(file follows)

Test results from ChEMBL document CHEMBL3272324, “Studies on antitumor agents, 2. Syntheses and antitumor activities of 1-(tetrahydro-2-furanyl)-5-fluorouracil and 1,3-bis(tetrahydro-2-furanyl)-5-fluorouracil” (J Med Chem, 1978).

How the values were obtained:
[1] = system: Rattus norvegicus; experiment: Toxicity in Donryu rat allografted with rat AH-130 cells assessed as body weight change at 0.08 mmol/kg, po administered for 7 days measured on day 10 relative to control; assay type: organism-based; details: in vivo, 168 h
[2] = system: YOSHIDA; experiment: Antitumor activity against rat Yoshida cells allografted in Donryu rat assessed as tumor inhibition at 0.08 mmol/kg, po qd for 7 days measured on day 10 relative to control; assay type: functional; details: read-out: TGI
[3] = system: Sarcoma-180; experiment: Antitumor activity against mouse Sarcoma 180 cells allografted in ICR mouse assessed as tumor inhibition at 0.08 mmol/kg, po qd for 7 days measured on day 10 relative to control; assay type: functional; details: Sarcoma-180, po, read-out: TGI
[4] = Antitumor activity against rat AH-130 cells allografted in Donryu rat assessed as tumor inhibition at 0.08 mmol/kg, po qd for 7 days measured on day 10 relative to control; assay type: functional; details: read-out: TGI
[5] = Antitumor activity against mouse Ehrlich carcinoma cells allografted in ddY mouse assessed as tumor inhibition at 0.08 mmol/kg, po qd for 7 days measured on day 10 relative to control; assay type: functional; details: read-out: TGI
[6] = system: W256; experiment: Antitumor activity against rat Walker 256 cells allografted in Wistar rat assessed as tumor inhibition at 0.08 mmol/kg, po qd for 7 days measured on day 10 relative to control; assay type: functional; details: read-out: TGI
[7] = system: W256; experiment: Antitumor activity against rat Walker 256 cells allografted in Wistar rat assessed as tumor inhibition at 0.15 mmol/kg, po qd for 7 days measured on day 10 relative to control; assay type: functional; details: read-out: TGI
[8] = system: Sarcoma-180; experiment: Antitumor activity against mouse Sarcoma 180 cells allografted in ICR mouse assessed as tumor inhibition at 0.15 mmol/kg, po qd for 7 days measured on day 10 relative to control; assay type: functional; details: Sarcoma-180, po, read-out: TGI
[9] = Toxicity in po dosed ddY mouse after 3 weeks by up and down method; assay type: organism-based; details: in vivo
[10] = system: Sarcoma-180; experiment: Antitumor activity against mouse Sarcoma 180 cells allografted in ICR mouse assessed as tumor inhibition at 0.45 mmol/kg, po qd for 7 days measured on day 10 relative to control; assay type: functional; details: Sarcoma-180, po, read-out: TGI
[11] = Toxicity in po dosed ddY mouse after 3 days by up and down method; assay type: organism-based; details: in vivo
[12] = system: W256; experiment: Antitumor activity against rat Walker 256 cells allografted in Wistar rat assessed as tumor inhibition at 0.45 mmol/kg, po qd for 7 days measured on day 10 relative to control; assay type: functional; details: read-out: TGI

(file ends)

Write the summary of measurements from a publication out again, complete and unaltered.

Test results from ChEMBL document CHEMBL3272324, “Studies on antitumor agents, 2. Syntheses and antitumor activities of 1-(tetrahydro-2-furanyl)-5-fluorouracil and 1,3-bis(tetrahydro-2-furanyl)-5-fluorouracil” (J Med Chem, 1978).

How the values were obtained:
[1] = system: Rattus norvegicus; experiment: Toxicity in Donryu rat allografted with rat AH-130 cells assessed as body weight change at 0.08 mmol/kg, po administered for 7 days measured on day 10 relative to control; assay type: organism-based; details: in vivo, 168 h
[2] = system: YOSHIDA; experiment: Antitumor activity against rat Yoshida cells allografted in Donryu rat assessed as tumor inhibition at 0.08 mmol/kg, po qd for 7 days measured on day 10 relative to control; assay type: functional; details: read-out: TGI
[3] = system: Sarcoma-180; experiment: Antitumor activity against mouse Sarcoma 180 cells allografted in ICR mouse assessed as tumor inhibition at 0.08 mmol/kg, po qd for 7 days measured on day 10 relative to control; assay type: functional; details: Sarcoma-180, po, read-out: TGI
[4] = Antitumor activity against rat AH-130 cells allografted in Donryu rat assessed as tumor inhibition at 0.08 mmol/kg, po qd for 7 days measured on day 10 relative to control; assay type: functional; details: read-out: TGI
[5] = Antitumor activity against mouse Ehrlich carcinoma cells allografted in ddY mouse assessed as tumor inhibition at 0.08 mmol/kg, po qd for 7 days measured on day 10 relative to control; assay type: functional; details: read-out: TGI
[6] = system: W256; experiment: Antitumor activity against rat Walker 256 cells allografted in Wistar rat assessed as tumor inhibition at 0.08 mmol/kg, po qd for 7 days measured on day 10 relative to control; assay type: functional; details: read-out: TGI
[7] = system: W256; experiment: Antitumor activity against rat Walker 256 cells allografted in Wistar rat assessed as tumor inhibition at 0.15 mmol/kg, po qd for 7 days measured on day 10 relative to control; assay type: functional; details: read-out: TGI
[8] = system: Sarcoma-180; experiment: Antitumor activity against mouse Sarcoma 180 cells allografted in ICR mouse assessed as tumor inhibition at 0.15 mmol/kg, po qd for 7 days measured on day 10 relative to control; assay type: functional; details: Sarcoma-180, po, read-out: TGI
[9] = Toxicity in po dosed ddY mouse after 3 weeks by up and down method; assay type: organism-based; details: in vivo
[10] = system: Sarcoma-180; experiment: Antitumor activity against mouse Sarcoma 180 cells allografted in ICR mouse assessed as tumor inhibition at 0.45 mmol/kg, po qd for 7 days measured on day 10 relative to control; assay type: functional; details: Sarcoma-180, po, read-out: TGI
[11] = Toxicity in po dosed ddY mouse after 3 days by up and down method; assay type: organism-based; details: in vivo
[12] = system: W256; experiment: Antitumor activity against rat Walker 256 cells allografted in Wistar rat assessed as tumor inhibition at 0.45 mmol/kg, po qd for 7 days measured on day 10 relative to control; assay type: functional; details: read-out: TGI